Here is a question from my colleague Dr. Jeanine Walenga at Loyola University Medical Center in Chicago:
Dear George, Is there data on whether beta-2-glycoprotein 1 (β2GP1) interferes in the serotonin release assay (SRA) for heparin-induced thrombocytopenia (HIT) testing?
Hello, Jeanine, and thank you for your question, which drove me to the books, PubMed, and ultimately to Dr. Jon Geske senior R&D scientist at Precision BioLogic Inc. Here is Jon’s response:
Hi, George. I am not aware of any studies that suggest that β2GP1 interferes with the SRA test. I found one paper (Nimpf et al. Atherosclerosis 1987;103: 109–14) that suggested that β2GP1 inhibited serotonin release induced by ADP, but platelet activation in HIT is through the Fc gamma receptor.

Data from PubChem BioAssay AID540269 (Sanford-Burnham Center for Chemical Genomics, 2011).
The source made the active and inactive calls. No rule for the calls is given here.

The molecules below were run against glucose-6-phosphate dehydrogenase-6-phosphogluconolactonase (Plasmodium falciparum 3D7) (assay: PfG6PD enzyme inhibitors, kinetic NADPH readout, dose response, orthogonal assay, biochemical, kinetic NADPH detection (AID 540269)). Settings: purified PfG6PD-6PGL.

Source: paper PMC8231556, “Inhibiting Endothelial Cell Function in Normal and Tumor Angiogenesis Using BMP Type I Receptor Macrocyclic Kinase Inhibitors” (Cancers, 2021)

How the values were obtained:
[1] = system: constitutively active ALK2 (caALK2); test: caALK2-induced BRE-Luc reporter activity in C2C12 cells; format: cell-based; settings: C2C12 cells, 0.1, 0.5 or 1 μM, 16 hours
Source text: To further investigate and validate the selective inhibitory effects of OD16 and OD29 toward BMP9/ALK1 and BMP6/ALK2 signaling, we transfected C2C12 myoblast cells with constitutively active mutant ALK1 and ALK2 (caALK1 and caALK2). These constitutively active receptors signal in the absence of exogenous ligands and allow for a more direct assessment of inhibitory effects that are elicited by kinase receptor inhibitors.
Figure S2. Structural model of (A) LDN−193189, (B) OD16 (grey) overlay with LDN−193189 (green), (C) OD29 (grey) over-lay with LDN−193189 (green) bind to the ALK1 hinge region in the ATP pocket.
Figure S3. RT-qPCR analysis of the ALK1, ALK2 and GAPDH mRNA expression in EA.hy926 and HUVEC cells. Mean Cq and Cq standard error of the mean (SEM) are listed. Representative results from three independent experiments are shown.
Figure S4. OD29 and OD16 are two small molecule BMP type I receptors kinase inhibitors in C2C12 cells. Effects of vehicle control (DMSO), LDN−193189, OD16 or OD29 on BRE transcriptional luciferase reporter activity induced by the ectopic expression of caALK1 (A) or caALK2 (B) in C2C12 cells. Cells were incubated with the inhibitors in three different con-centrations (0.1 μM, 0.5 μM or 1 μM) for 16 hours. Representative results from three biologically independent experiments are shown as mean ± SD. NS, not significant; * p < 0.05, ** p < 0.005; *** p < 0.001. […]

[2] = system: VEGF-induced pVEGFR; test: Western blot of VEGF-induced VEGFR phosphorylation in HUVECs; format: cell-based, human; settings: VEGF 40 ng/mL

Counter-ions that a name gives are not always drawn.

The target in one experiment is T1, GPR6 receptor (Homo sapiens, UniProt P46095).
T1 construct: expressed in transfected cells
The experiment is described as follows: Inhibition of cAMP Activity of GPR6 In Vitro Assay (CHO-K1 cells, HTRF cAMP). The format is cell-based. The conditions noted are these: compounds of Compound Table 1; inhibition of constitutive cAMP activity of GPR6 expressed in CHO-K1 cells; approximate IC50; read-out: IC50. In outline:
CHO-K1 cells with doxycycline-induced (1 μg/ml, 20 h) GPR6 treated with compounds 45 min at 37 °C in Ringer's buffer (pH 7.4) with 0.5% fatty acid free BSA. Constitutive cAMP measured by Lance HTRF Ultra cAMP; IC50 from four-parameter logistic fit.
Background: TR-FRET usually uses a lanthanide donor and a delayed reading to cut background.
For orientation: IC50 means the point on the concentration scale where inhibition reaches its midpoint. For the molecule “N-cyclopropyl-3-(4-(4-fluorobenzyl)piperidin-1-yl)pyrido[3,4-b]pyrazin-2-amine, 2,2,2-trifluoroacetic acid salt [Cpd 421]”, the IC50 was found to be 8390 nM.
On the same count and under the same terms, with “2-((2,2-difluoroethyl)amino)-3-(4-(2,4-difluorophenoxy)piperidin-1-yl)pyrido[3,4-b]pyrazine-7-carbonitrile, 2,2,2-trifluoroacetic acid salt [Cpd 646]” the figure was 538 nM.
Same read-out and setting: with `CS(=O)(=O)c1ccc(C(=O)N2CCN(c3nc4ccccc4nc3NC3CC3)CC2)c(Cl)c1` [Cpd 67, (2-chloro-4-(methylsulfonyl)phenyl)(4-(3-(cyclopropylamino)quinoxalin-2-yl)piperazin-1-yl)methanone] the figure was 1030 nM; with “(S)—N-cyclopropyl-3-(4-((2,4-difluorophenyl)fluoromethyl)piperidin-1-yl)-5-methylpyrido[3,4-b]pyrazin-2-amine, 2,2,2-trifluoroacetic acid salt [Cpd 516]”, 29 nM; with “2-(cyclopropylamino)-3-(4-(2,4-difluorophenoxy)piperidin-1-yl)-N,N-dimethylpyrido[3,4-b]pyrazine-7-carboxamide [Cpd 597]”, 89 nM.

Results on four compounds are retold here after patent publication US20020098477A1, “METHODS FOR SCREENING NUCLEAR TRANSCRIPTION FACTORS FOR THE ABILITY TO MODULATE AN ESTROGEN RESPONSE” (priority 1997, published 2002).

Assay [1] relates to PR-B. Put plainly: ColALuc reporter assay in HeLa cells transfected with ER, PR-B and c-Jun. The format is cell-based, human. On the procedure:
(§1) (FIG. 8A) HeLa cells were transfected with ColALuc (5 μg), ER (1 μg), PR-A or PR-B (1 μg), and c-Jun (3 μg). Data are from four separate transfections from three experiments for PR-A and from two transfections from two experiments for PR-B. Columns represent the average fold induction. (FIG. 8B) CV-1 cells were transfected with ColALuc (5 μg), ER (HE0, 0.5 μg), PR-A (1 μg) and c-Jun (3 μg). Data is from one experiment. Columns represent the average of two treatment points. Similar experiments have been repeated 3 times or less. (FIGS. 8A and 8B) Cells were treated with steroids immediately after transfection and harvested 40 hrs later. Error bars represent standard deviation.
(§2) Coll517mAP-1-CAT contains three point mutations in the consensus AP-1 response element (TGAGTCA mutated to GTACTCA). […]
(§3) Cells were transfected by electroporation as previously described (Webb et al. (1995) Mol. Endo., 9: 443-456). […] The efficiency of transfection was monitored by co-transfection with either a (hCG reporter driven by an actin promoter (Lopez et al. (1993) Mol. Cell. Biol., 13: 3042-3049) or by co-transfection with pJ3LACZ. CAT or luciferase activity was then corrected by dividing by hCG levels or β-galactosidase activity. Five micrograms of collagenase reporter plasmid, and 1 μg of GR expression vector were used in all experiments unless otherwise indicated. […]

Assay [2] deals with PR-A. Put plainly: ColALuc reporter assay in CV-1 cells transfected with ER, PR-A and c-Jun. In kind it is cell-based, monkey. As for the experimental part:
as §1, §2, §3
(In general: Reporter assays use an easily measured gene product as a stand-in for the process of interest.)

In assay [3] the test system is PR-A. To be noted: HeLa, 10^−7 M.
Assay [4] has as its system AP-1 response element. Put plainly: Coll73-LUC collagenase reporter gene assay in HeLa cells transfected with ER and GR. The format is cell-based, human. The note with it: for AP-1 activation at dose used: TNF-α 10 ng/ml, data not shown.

If I find anything else, I will be sure to let you know. Jon
I did find one additional reference that supports Jon’s conclusion: Shi W, Chong BH, Chesterman CN. Beta 2-glycoprotein I is a requirement for anticardiolipin antibodies binding to activated platelets: differences with lupus anticoagulants. Blood 1993; 81:1255–62. This article was published right around the time we were learning about the role of β2GP1 in the anti-cardiolipin antibody reaction system. The authors make this statement in their abstract: “In neither case does LA nor ACA have an effect on thrombin-induced release of serotonin or beta-thromboglobulin nor do they affect platelet aggregation induced by a number of agonists. This antibody binding may play an etiological role in thrombocytopenia associated with aPL, but does not explain thrombosis on the basis of hyperaggregability or increased platelet release.”
Here is the Shi article. I hope this helps, and if there is anyone out there who has additional information, please comment below.